Once a day picnic spot for residents of Mumbai, Chembur has seen its lush green fields, orchards and ponds transform into busy streets, markets and food joints. Until the seventies, it was connected only by the harbour line and just a handful of BEST bus services. The sleepy suburb is now centrally located between Navi Mumbai and Mumbai and well connected to all parts of the city by road, metro and mono-rail.
To someone who has grown up in Chembur, it is saddening to see the quaint cottages and houses, being replaced by the high rises. Development comes at a price.
I can still remember the time when we spent our holidays playing in the compounds or gardens of these houses. Never mind which friend or neighbour it was. Children were always welcome. We would create our usual ruckus mixed with a fair share of broken windows. But not once were we asked to stop playing. Some damages did bring us temporary grief and we were barred from a particular compound or garden for a day or two. But once the anger had melted or been driven away by the spouse of the angry one, it was business as usual.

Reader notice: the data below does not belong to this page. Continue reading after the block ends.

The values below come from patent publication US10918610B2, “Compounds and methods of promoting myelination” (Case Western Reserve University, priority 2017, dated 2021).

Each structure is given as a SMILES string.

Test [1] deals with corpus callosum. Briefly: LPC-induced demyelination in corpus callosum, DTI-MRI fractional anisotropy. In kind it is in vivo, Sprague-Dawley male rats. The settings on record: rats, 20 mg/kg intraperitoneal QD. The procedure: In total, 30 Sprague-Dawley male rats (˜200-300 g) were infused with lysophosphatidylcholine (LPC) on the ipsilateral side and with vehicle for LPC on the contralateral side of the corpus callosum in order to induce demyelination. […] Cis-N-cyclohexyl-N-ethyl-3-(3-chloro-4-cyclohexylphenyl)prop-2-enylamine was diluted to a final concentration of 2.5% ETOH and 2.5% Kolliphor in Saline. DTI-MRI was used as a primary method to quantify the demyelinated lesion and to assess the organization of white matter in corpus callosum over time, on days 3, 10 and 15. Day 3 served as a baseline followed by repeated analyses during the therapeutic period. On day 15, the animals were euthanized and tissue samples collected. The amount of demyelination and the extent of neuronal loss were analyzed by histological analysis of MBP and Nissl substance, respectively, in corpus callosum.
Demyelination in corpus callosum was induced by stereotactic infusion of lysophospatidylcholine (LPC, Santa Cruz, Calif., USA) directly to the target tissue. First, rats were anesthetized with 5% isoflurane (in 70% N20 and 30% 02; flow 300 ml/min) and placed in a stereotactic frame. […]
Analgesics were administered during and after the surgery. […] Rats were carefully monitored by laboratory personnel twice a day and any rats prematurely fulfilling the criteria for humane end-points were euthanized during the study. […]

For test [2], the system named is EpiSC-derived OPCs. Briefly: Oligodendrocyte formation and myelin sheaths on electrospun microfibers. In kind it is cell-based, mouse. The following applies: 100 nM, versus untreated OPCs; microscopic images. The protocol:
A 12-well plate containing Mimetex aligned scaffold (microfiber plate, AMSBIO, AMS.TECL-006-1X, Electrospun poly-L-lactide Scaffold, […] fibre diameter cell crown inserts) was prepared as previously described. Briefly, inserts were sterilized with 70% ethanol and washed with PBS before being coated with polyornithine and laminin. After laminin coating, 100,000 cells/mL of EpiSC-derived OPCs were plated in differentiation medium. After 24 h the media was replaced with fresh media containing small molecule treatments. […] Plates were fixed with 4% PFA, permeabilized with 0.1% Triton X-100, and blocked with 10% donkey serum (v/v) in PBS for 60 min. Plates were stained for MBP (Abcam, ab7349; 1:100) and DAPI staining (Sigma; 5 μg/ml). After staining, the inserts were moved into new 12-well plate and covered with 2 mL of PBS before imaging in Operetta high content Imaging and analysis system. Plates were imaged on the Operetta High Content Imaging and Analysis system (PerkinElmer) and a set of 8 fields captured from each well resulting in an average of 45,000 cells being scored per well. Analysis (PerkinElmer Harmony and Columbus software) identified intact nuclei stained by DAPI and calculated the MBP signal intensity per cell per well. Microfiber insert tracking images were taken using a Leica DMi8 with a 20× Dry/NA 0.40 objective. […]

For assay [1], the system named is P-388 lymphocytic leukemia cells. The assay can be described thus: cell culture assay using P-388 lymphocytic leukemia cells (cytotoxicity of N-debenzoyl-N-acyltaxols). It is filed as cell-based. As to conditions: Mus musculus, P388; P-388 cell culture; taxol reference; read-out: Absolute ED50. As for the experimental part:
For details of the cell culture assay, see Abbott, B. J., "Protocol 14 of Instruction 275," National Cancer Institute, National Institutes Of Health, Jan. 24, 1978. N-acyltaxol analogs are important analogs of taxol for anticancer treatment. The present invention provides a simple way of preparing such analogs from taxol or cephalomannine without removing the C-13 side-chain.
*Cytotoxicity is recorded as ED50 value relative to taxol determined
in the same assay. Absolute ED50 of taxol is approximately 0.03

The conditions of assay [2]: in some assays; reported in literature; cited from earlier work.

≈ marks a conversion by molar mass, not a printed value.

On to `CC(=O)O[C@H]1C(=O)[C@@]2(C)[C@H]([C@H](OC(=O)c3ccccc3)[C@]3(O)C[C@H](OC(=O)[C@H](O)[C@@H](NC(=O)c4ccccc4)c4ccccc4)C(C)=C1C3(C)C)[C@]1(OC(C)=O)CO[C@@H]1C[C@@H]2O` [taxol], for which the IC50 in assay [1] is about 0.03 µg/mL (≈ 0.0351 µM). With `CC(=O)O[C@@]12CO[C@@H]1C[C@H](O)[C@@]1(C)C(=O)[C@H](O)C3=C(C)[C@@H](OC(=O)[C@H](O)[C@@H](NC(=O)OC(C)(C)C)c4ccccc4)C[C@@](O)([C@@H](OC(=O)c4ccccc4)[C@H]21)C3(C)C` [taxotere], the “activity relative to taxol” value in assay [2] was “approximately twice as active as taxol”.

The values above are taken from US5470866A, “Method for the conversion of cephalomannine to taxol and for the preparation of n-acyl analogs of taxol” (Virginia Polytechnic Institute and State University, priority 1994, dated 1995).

One of the vivid memories that I retain are those days of December 1971 with the air raid sirens and blackouts. I can still recollect the times, usually late evenings, when we would rush to the ground floor of our building when the air raid warning sounded. Many a time, this was followed by the distant sound of ack-ack guns and their tracer shells flying overhead. It seemed that the gunners were madly firing away at approaching enemy planes. We would wait nervously for falling bombs and explosions, but not once did that happen. Then the all clear siren would bring much relief and we would return to our homes to finish that interrupted dinner or studying.
Those were the days of childhood in Chembur, when television was new and mobile phones were unknown, when our days were spent with friends in some rough and tumble games, exploring different corners of Chembur, enjoying the freedom of wide spaces and light traffic. We particularly enjoyed playing cricket on the roads when ‘Bombay Bandhs’ were declared, with not a singe vehicle to disturb our cricket ‘pitch’. Even the occasional passing police van or jeep would pause to watch the bowler complete his delivery or the batsmen to finish their running between the wickets.
The memories of the old Chembur are innumerable and as I write this I remember more and more. But I leave that for another time.